Fed’s Bullard Says Central Bank May Raise Rates Sooner Than Many Now Think Federal Reserve Bank of St. Louis President James Bullard said Monday if the economy performs as he expects over the remainder of the year, it is likely the central bank will increase short-term rates earlier than most officials now expect.
Price rises threaten China’s easing Li comments add to belief that more easing is to follow
The headline consumer price index rose 2.5 per cent from a year earlier, compared with a 1.8 per cent increase in April, but remained well below the government’s “upper limit” target of 3.5 per cent for the year. Producer prices also ticked higher but remained in deflationary territory, where they have been for more than two years. (…)
In comments released by state media on Tuesday, Chinese Premier Li Keqiang exhorted officials to prioritise continued rapid growth with “a sense of responsibility and urgency”.
“We said in the past that government officials should not be evaluated only by GDP growth, but that doesn’t mean we don’t need to keep reasonable growth,” he said. “The whole Communist party, central as well as local government, should take responsibility for ensuring the [government’s economic] targets are achieved successfully.”
The comments were the strongest from China’s top leaders on the importance of growth so far this year and have been interpreted as a signal of further easing to come.
As Bond Markets Twist, Investors Shout Some Spanish government bond yields dipped below U.S. Treasurys, adding another wrinkle to a year of surprises for the world’s bond markets.
Yields on the 10-year Spanish bond fell to 2.579% Monday, according to Tradeweb, lower than the 2.615% yield on the 10-year Treasury TWE.AU -0.61% note for the first time since April 2010, before the euro zone tumbled into its debt crisis. (…)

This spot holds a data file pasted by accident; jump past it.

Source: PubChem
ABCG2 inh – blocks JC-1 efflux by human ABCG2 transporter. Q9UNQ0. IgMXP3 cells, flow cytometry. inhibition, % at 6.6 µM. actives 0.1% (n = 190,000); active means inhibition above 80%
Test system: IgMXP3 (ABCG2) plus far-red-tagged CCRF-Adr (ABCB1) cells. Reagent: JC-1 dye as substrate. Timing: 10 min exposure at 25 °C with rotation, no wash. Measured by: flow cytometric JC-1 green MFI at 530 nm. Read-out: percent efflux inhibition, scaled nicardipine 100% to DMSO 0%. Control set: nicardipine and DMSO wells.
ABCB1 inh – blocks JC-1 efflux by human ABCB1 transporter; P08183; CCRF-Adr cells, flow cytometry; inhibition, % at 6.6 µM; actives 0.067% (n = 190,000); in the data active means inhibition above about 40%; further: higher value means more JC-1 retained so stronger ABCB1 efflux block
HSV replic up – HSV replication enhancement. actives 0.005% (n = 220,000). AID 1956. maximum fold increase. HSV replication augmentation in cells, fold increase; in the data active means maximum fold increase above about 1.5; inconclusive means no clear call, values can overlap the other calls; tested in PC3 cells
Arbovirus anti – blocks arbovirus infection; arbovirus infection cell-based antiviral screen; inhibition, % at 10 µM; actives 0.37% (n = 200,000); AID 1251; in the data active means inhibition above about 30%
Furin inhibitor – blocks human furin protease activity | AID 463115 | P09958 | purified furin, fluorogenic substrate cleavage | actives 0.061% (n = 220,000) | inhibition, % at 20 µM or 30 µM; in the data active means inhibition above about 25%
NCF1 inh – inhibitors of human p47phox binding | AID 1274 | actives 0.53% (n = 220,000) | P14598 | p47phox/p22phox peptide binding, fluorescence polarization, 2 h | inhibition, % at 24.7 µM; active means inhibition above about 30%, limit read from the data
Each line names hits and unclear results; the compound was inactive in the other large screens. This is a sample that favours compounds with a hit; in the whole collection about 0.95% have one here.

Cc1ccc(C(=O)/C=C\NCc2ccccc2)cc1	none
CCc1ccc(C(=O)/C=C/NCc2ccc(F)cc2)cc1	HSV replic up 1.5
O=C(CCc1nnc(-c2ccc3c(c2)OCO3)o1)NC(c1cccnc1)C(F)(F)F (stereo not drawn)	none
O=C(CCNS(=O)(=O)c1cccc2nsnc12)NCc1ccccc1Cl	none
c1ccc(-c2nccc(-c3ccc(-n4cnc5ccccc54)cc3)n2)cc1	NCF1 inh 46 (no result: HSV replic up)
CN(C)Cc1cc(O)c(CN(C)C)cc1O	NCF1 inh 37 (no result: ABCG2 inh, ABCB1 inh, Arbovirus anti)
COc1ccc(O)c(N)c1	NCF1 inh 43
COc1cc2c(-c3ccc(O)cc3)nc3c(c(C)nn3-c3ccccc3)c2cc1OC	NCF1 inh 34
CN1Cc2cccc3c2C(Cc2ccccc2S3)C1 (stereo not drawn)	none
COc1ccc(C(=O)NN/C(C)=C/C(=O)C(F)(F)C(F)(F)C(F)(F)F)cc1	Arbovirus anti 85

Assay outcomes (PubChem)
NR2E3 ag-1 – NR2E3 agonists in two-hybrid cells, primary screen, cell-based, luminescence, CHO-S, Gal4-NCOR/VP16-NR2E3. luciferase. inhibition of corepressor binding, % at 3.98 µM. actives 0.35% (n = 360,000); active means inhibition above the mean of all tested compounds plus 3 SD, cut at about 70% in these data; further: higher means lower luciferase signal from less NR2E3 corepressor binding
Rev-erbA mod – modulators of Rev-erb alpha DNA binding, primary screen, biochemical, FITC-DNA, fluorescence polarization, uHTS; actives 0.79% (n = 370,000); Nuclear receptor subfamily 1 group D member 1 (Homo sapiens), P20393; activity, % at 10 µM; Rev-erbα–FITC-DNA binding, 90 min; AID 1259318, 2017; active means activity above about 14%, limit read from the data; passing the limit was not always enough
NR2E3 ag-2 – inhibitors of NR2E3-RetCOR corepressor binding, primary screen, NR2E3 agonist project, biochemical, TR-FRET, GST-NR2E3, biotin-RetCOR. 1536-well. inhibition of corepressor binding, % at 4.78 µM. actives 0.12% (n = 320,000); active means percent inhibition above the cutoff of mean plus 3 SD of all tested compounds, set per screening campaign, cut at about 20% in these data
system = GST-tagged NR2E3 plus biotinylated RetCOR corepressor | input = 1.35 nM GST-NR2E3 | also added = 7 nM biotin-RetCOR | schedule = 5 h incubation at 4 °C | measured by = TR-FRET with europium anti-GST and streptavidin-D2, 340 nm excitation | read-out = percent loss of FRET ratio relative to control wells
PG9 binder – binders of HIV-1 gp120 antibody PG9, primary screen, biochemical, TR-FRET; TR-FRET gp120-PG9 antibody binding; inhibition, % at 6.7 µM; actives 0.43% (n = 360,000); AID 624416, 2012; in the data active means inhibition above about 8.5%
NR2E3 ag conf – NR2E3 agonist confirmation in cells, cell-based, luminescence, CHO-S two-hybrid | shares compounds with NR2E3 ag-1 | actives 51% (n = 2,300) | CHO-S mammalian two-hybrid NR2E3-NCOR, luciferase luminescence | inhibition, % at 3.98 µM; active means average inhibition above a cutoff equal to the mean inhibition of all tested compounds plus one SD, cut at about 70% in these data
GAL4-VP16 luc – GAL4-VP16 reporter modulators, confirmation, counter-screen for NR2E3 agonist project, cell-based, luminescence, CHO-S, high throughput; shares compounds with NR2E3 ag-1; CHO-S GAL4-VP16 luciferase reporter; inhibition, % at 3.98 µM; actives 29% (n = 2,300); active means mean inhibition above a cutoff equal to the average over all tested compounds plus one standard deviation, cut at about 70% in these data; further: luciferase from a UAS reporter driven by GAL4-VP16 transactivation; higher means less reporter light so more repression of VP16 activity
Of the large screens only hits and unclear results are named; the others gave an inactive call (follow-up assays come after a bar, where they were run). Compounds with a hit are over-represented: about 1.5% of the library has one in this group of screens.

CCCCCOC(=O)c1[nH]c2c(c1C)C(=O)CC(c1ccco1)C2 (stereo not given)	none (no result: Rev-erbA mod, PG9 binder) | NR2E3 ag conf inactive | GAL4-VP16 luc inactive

The demand for Spanish bonds has coincided with broad demand for debt of other troubled European countries, some of which were on the brink of default just a few years ago. While many investors anticipated a rebound in the debt of these nations, the strong gains have taken many by surprise. (…)
Spain is rated Baa2 by Moody’s Investors Service, and its 10-year bond yielded 4.152% at the end of last year.
Germany carries the highest rating, triple-A, and its 10-year debt yielded 1.927% at the end of 2013. It now yields 1.330%, according to Tradeweb. The U.S. is rated Aaa by Moody’s and AA-plus by Standard & Poor’s.
Spain joins several other European countries, including Ireland, France and Germany, whose debt has lower yields than that of the U.S. Canada’s 10-year government debt yields less than 10-year Treasurys.
The 10-year bonds of Australia, Portugal, Italy and U.K. yield more. (…)